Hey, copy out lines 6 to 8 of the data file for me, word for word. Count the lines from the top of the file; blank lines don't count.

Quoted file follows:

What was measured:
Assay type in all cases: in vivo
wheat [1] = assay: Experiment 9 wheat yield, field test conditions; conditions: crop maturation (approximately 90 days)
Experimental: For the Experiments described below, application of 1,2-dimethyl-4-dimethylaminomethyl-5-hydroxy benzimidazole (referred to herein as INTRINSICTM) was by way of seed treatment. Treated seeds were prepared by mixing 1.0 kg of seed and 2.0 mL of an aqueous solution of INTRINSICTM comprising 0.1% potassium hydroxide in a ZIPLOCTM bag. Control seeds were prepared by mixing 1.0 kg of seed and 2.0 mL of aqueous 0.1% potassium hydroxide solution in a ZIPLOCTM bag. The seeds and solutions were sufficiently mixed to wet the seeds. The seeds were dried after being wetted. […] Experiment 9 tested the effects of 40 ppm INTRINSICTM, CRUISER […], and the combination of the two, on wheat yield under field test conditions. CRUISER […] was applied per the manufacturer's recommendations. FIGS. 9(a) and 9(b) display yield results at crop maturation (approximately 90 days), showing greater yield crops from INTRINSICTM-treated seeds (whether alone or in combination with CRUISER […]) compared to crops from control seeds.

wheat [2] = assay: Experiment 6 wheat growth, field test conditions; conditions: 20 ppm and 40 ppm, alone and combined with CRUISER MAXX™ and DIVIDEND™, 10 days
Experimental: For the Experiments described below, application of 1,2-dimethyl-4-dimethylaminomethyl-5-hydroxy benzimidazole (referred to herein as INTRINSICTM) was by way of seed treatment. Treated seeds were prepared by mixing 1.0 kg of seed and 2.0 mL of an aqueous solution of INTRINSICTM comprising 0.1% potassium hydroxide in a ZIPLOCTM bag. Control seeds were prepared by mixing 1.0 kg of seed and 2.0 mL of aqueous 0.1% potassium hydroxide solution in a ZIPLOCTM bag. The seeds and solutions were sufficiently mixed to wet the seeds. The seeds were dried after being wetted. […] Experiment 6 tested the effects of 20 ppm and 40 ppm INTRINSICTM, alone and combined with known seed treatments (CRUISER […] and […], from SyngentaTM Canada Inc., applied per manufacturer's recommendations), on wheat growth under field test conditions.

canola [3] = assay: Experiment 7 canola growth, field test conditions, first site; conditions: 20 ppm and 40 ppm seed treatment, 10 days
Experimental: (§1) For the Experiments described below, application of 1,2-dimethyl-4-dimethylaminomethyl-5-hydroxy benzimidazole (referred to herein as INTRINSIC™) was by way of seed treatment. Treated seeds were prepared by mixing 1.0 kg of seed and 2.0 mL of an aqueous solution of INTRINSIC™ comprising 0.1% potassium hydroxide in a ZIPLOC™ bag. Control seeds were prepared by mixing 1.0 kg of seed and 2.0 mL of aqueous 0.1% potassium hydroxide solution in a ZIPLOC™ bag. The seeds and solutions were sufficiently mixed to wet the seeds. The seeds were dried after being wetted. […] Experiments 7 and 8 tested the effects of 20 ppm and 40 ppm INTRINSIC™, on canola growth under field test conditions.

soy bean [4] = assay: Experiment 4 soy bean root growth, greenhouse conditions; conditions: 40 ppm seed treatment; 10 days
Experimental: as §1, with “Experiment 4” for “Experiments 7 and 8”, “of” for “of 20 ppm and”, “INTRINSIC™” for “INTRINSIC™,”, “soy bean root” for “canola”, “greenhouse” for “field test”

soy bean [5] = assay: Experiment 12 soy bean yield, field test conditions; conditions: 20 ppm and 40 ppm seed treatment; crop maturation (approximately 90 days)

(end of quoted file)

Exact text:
Experimental: For the Experiments described below, application of 1,2-dimethyl-4-dimethylaminomethyl-5-hydroxy benzimidazole (referred to herein as INTRINSICTM) was by way of seed treatment. Treated seeds were prepared by mixing 1.0 kg of seed and 2.0 mL of an aqueous solution of INTRINSICTM comprising 0.1% potassium hydroxide in a ZIPLOCTM bag. Control seeds were prepared by mixing 1.0 kg of seed and 2.0 mL of aqueous 0.1% potassium hydroxide solution in a ZIPLOCTM bag. The seeds and solutions were sufficiently mixed to wet the seeds. The seeds were dried after being wetted. […] Experiment 6 tested the effects of 20 ppm and 40 ppm INTRINSICTM, alone and combined with known seed treatments (CRUISER […] and […], from SyngentaTM Canada Inc., applied per manufacturer's recommendations), on wheat growth under field test conditions.

canola [3] = assay: Experiment 7 canola growth, field test conditions, first site; conditions: 20 ppm and 40 ppm seed treatment, 10 days
Experimental: (§1) For the Experiments described below, application of 1,2-dimethyl-4-dimethylaminomethyl-5-hydroxy benzimidazole (referred to herein as INTRINSIC™) was by way of seed treatment. Treated seeds were prepared by mixing 1.0 kg of seed and 2.0 mL of an aqueous solution of INTRINSIC™ comprising 0.1% potassium hydroxide in a ZIPLOC™ bag. Control seeds were prepared by mixing 1.0 kg of seed and 2.0 mL of aqueous 0.1% potassium hydroxide solution in a ZIPLOC™ bag. The seeds and solutions were sufficiently mixed to wet the seeds. The seeds were dried after being wetted. […] Experiments 7 and 8 tested the effects of 20 ppm and 40 ppm INTRINSIC™, on canola growth under field test conditions.